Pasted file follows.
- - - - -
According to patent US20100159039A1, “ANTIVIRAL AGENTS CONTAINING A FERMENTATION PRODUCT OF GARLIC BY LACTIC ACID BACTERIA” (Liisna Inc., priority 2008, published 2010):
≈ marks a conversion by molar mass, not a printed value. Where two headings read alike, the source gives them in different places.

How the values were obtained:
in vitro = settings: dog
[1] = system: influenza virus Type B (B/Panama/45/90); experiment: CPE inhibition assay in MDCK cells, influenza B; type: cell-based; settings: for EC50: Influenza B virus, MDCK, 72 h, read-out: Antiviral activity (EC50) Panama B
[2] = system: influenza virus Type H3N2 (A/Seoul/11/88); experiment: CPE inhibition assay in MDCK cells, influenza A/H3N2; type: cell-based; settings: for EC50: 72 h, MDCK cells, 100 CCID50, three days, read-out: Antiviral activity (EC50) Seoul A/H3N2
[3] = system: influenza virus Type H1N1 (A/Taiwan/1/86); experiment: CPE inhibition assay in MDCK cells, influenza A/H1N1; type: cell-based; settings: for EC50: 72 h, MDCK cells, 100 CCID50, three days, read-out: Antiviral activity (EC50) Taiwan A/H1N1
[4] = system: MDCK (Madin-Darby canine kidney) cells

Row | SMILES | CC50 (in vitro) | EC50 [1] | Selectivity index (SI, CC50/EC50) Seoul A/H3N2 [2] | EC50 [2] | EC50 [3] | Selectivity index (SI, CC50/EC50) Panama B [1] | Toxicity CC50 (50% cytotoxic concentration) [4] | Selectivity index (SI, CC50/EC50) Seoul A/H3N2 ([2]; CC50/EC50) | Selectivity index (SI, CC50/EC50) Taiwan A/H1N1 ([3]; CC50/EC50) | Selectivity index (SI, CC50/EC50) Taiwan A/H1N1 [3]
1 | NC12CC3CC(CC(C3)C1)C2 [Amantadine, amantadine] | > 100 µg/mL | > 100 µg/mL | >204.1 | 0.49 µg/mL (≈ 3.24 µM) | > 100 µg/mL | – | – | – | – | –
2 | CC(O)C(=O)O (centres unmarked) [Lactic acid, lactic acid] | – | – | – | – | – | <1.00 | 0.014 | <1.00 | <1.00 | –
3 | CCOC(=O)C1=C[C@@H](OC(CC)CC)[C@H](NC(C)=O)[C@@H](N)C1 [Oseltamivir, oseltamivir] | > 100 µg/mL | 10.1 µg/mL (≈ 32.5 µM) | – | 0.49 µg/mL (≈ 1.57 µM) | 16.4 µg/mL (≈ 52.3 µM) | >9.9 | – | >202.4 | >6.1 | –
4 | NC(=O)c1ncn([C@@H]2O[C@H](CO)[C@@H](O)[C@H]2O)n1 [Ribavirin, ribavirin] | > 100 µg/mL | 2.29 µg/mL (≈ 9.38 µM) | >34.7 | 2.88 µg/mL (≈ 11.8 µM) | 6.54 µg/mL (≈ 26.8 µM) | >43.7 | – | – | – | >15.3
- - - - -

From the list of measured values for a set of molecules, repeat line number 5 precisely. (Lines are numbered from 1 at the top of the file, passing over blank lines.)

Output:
[1] = system: influenza virus Type B (B/Panama/45/90); experiment: CPE inhibition assay in MDCK cells, influenza B; type: cell-based; settings: for EC50: Influenza B virus, MDCK, 72 h, read-out: Antiviral activity (EC50) Panama B